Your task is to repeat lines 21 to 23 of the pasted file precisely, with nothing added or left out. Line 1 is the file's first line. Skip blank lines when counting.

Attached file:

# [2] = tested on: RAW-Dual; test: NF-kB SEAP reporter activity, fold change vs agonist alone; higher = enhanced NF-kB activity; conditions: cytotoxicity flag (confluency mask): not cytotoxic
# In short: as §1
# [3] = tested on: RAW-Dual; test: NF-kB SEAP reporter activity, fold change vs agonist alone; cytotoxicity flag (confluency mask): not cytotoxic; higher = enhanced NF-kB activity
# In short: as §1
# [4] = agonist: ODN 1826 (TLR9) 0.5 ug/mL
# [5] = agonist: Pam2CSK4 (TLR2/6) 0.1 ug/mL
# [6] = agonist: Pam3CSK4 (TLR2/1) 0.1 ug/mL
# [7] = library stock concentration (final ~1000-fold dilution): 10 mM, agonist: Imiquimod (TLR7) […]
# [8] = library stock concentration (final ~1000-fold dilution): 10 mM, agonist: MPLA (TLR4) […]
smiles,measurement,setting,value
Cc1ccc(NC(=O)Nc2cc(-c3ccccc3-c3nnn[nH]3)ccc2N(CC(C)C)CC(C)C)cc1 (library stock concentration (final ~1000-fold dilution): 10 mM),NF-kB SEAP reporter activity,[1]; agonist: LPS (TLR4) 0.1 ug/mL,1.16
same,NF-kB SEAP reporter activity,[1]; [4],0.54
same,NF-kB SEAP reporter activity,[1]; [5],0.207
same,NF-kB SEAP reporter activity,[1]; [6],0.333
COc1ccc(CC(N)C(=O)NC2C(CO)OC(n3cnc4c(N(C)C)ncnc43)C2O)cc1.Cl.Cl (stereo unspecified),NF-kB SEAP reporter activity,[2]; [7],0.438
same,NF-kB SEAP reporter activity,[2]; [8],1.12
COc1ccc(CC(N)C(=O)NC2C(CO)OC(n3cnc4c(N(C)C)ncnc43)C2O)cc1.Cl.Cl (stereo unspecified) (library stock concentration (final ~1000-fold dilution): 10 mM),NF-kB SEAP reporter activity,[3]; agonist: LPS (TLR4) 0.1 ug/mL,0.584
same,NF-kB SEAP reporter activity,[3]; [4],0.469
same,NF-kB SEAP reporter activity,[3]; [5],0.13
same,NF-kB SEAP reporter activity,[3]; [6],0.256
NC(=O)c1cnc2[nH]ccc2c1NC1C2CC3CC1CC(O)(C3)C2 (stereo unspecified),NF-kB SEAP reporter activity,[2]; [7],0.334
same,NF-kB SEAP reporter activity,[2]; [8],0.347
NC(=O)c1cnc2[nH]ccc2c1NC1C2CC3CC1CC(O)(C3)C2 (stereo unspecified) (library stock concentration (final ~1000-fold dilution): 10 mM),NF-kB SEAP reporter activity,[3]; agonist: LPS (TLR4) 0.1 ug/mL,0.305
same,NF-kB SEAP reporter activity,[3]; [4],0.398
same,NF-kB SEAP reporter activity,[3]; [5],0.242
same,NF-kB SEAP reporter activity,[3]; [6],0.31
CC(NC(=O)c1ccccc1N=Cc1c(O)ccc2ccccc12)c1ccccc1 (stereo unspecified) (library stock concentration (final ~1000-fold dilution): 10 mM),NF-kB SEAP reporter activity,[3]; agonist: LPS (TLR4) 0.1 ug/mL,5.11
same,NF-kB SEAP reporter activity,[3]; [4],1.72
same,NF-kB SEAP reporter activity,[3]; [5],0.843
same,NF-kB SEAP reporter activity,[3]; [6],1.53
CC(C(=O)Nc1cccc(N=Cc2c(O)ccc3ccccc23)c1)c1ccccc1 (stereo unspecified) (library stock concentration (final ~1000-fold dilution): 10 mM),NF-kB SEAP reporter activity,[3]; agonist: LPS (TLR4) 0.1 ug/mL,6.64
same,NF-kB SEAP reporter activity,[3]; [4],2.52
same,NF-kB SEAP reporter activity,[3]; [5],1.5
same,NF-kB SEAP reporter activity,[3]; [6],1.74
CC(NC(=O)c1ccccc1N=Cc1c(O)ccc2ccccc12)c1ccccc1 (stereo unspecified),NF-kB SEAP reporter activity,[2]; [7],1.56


NC(=O)c1cnc2[nH]ccc2c1NC1C2CC3CC1CC(O)(C3)C2 (stereo unspecified),NF-kB SEAP reporter activity,[2]; [7],0.334
same,NF-kB SEAP reporter activity,[2]; [8],0.347
NC(=O)c1cnc2[nH]ccc2c1NC1C2CC3CC1CC(O)(C3)C2 (stereo unspecified) (library stock concentration (final ~1000-fold dilution): 10 mM),NF-kB SEAP reporter activity,[3]; agonist: LPS (TLR4) 0.1 ug/mL,0.305